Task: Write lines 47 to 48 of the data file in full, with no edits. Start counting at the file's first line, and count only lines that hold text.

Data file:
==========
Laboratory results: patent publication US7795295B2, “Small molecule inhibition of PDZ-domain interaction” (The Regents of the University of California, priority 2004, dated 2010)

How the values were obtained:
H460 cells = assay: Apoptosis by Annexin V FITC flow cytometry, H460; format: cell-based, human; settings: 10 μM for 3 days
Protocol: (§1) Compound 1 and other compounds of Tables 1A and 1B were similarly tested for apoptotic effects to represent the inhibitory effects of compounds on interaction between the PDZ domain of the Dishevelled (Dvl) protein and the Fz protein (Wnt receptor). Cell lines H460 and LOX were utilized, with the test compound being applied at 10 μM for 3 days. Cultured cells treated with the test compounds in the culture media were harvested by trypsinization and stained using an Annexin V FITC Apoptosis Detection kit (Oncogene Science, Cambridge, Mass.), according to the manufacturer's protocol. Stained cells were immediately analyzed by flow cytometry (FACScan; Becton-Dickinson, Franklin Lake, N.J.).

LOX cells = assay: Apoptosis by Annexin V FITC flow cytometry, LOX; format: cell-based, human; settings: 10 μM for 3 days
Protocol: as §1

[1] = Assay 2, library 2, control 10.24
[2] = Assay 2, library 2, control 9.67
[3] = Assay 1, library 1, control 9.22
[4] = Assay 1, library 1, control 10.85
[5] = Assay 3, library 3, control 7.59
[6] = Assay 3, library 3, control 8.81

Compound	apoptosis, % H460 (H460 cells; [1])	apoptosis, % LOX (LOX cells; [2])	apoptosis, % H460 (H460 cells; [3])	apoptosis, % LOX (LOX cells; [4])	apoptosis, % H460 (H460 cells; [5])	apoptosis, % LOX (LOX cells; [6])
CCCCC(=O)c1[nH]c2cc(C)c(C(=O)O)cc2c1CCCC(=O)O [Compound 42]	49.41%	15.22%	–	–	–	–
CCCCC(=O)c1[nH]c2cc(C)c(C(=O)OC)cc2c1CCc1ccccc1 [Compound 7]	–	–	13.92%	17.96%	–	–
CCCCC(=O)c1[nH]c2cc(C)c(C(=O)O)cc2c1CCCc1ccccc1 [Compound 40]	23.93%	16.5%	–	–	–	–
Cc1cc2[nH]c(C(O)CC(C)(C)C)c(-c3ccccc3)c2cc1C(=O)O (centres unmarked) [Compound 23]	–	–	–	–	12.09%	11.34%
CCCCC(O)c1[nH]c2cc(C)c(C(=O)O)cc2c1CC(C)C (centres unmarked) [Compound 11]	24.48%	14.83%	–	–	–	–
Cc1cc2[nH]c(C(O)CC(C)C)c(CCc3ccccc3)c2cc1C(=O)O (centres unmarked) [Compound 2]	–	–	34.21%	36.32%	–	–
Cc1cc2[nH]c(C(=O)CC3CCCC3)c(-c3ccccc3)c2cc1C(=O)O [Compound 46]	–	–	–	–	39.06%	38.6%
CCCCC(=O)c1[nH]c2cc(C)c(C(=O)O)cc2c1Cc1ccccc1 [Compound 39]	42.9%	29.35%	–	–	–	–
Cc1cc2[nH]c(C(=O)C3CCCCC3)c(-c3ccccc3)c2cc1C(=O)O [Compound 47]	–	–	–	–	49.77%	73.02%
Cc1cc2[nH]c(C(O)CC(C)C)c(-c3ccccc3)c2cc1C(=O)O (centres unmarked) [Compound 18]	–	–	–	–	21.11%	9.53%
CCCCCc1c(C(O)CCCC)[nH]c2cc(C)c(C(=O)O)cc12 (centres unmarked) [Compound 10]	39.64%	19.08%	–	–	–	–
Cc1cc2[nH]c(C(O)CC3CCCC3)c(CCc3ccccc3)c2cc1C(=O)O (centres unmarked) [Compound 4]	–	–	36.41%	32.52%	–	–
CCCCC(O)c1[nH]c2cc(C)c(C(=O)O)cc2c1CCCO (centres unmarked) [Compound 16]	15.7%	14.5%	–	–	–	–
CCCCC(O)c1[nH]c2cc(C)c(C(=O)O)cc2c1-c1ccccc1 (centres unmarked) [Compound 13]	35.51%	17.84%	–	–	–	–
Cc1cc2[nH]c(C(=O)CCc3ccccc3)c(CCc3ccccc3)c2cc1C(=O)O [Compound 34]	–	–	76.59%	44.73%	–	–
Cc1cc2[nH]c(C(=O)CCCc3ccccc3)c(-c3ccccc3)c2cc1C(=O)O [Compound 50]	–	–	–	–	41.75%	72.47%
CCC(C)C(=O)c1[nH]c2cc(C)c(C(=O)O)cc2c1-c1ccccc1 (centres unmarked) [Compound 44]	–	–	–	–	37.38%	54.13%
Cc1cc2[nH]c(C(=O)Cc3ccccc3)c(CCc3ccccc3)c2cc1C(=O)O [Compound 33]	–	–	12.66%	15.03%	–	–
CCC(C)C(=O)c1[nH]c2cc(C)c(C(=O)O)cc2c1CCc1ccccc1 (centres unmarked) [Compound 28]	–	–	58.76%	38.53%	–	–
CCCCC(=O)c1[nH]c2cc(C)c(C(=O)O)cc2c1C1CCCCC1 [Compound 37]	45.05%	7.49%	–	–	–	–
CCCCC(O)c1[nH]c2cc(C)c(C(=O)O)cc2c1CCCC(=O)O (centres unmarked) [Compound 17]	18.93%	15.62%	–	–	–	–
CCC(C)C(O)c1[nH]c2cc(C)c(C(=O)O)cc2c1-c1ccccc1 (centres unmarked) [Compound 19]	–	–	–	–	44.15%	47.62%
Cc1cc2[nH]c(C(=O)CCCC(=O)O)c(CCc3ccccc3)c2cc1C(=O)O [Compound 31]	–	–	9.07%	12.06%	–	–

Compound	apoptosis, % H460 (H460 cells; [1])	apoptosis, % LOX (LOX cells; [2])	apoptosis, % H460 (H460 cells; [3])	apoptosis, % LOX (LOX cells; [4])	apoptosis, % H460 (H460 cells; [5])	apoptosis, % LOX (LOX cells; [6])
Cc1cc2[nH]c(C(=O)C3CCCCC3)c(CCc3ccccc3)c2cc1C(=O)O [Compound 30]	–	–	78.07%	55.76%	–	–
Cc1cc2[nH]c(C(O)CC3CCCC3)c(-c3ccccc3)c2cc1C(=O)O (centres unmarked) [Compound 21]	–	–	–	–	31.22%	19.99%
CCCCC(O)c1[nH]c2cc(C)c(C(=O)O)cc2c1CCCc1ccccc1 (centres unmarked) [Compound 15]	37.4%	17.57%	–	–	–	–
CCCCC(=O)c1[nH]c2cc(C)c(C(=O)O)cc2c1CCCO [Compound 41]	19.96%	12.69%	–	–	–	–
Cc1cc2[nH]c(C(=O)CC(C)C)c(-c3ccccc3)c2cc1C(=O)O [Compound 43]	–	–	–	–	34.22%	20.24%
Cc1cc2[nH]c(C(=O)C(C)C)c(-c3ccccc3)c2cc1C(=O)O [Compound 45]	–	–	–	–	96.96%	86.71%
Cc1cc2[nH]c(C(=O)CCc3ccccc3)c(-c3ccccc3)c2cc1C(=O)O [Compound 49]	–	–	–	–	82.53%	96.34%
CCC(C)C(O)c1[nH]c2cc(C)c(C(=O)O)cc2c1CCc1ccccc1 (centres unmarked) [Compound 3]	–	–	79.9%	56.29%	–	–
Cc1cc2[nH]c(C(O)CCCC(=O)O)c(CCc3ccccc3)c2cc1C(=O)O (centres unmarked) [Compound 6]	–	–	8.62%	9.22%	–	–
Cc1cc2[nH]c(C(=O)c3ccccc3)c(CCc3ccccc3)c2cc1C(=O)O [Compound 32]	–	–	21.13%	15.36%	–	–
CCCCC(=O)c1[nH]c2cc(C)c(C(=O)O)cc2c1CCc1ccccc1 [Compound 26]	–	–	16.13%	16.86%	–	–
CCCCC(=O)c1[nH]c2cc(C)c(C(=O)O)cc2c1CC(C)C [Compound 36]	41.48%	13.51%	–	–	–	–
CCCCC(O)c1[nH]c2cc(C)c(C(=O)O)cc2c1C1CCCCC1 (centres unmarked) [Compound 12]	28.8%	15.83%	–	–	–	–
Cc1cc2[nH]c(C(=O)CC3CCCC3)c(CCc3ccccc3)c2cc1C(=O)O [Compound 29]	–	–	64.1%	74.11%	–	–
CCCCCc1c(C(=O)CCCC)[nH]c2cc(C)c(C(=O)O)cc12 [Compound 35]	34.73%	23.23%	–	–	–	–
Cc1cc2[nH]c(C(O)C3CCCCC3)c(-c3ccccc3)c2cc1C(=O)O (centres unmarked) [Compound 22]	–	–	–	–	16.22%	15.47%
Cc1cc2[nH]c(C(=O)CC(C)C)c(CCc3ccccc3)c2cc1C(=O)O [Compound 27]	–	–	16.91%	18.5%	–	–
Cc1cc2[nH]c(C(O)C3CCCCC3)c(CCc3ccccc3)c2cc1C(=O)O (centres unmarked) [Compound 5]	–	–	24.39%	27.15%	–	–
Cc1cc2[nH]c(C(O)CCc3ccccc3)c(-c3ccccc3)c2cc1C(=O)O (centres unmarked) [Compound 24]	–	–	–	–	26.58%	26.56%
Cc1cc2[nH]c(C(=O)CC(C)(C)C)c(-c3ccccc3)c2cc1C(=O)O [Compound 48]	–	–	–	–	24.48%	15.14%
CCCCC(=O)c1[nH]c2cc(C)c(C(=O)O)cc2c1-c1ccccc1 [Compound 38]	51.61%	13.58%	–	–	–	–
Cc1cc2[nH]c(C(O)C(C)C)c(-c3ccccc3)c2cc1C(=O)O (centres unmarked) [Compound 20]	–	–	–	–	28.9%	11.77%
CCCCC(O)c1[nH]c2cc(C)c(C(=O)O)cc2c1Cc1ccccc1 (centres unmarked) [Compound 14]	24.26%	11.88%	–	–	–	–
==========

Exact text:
Cc1cc2[nH]c(C(=O)c3ccccc3)c(CCc3ccccc3)c2cc1C(=O)O [Compound 32]	–	–	21.13%	15.36%	–	–
CCCCC(=O)c1[nH]c2cc(C)c(C(=O)O)cc2c1CCc1ccccc1 [Compound 26]	–	–	16.13%	16.86%	–	–